There is no doubt about it: If you incorporate running into your daily routine, there’s a good chance you’ll get injured. While statistics on running injuries vary, it is estimated that 30 to 75 percent of runners are injured each year. Nobody warned you about that before you ran the marathon.
The majority of running injuries occur when you train too quickly, too hard (applying repeated force on a continuous basis), and do not give your body enough time to recover. Sudden changes in training frequency, whether for a beginner or a pro, can also be harmful. The following are three of the most common injuries suffered by those who regularly hit the pavement, as well as some tips on how to recover.
The underside of the patella is protected by a layer of cartilage, which keeps the knee joint safe and allows it to move and bend quickly. Repetitive pounding on the pavement, body imbalance, downhill running, and weak muscles can all cause wear and tear on the patella cartilage, eventually leading to its breakdown. Because the patella is no longer separated from the knee joint due to damaged cartilage, it can begin to rub against it, causing irritation and pain known as runner’s knee or chondromalacia.
To alleviate the pain, use a knee brace or tape your knee with kinesiology tape and refrain from running until the pain subsides. Taking anti-inflammatory medications may also be beneficial. In severe cases, surgery may be required to remove or restructure broken cartilage fragments. Fortunately, procedures such as microfracture knee surgery are minimally invasive and effective in promoting healing and reducing pain. The majority of methods involve removing damaged cartilage and increasing blood flow from the underlying bone. Furthermore, holes created in the impacted area allow for the formation of new, healthy cartilage.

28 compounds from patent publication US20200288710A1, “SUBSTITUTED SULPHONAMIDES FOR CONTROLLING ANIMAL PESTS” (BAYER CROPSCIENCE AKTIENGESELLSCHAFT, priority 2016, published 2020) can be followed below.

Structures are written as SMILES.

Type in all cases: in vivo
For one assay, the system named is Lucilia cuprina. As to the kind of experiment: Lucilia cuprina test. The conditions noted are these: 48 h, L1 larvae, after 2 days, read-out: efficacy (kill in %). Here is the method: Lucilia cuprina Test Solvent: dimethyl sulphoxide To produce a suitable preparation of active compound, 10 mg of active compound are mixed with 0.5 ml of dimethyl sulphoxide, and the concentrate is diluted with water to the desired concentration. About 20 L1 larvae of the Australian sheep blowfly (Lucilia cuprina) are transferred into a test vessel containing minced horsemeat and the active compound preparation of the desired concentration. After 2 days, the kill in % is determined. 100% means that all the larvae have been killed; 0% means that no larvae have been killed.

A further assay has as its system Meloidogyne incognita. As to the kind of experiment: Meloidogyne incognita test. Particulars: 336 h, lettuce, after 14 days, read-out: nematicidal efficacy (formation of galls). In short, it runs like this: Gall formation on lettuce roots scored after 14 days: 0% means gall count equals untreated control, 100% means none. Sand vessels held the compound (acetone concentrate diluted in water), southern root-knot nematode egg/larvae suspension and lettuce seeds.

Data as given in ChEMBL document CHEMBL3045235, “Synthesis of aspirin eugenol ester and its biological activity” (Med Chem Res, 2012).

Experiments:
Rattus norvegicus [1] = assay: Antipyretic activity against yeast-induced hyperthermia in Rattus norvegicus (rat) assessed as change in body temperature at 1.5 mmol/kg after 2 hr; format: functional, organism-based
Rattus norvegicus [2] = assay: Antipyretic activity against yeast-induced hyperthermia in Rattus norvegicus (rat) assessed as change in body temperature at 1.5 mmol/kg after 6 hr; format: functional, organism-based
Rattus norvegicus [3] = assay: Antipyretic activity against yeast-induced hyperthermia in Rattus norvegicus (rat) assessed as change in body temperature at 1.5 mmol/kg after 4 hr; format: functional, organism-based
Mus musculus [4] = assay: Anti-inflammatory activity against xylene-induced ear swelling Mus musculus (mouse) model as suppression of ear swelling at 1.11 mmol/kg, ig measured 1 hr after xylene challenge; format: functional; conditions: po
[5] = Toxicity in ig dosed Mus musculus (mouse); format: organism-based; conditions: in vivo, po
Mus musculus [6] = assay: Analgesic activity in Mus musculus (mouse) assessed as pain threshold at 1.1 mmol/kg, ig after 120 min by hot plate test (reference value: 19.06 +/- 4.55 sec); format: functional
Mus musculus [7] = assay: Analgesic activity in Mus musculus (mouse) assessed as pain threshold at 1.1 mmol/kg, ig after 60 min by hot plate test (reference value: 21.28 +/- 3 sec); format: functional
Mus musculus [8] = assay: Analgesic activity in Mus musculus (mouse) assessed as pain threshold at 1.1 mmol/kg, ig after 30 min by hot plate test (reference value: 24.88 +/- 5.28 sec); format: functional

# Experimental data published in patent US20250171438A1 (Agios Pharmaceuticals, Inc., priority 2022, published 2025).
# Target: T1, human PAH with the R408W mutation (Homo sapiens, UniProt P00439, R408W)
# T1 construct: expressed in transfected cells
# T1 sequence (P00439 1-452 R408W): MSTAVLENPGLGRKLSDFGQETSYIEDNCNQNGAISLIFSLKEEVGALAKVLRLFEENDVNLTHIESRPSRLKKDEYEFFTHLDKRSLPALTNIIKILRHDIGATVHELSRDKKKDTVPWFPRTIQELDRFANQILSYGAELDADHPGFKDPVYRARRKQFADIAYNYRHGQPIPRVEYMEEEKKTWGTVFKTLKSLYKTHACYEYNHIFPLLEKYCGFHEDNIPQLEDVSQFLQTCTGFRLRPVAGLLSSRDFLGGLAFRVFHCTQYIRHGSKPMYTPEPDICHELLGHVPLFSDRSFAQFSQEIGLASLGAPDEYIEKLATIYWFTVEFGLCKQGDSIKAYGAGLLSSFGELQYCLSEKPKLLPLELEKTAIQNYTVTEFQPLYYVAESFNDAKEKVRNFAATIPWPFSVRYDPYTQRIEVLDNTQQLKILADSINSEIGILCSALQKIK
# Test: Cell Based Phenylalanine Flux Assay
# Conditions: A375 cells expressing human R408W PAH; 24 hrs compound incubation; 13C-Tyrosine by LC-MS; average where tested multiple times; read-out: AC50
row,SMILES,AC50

Please reveal you’re secret if you’ve never felt that pinching and burning sensation in your shins! Shin splints, one of the most vexing running injuries, occur when the connective tissue (made up of tendons and muscles) that covers the shinbone is subjected to repetitive trauma. It is normal for the tissue to become inflamed, break down, and sometimes accommodate the formation of scar tissue, resulting in tightness and pain.
Investing in better-cushioned running sneakers is a great place to start, but footwear is only a small part of total recovery. The real solution is strengthening, which entails participating in a heel raise programmer to strengthen the ankles and calves. If the stabbing bothers you, ice the shins for 10-15 minutes and elevate them at night to reduce swelling. It’s also a good idea to avoid activities like hiking or going up a hill that put extra strain on the tibialis muscles of the shin.
The Achilles tendon is inflamed and painful as a result of this injury. When running, glutes and calf muscles are used to propel individuals forward, and if they are repeatedly stressed, smaller parts like tendons must come in for support, resulting in a lot of dull pain and ache. Senior runners frequently suffer from Achilles tendonitis because aging causes a loss of blood supply in the middle of the tendon, resulting in brittle bones.
Achilles tendonitis recovery necessitates the strengthening of the surrounding muscles. Typically, the calves or hips require strengthening, but issues with the core and feet are also common. As a result, make sure you’re also doing heel raises and stretching to keep the muscles that cross beneath the foot balanced and healthy.
Whatever the injury, it’s critical to give yourself time to heal and seek advice from a qualified medical professional. Only start running again after you’ve fully recovered.
The Content is not meant to be a replacement for professional medical advice, diagnosis, or treatment. Always seek the advice of your physician or other qualified health providers with any questions you may have regarding a medical condition.